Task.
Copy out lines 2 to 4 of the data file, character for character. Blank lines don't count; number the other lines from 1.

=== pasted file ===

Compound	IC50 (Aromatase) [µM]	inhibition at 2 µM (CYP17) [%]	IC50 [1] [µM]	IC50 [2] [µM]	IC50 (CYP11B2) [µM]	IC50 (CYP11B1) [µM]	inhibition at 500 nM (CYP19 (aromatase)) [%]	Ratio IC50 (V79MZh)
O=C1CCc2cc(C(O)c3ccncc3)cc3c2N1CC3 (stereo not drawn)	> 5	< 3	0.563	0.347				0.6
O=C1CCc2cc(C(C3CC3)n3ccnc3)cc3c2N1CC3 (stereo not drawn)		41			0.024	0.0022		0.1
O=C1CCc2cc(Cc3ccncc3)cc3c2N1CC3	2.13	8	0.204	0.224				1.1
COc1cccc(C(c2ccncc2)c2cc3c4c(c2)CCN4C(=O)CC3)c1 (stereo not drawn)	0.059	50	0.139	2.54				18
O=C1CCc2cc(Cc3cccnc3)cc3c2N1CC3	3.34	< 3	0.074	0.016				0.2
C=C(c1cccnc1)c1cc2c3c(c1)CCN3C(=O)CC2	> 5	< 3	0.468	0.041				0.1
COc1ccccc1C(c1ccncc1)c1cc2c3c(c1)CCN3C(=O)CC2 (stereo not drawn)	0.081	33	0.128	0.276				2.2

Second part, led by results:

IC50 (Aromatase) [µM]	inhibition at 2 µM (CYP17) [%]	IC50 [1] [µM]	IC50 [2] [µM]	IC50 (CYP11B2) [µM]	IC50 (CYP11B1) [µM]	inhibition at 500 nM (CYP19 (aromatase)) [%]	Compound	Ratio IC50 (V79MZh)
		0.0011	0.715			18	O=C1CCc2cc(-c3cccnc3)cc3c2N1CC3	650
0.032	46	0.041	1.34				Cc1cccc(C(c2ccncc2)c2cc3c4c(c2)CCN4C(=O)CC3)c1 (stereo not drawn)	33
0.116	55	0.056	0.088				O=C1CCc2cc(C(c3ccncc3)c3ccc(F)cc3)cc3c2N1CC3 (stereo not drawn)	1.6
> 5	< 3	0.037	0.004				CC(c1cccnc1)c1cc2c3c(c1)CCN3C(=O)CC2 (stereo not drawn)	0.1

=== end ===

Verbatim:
O=C1CCc2cc(C(O)c3ccncc3)cc3c2N1CC3 (stereo not drawn)	> 5	< 3	0.563	0.347				0.6
O=C1CCc2cc(C(C3CC3)n3ccnc3)cc3c2N1CC3 (stereo not drawn)		41			0.024	0.0022		0.1
O=C1CCc2cc(Cc3ccncc3)cc3c2N1CC3	2.13	8	0.204	0.224				1.1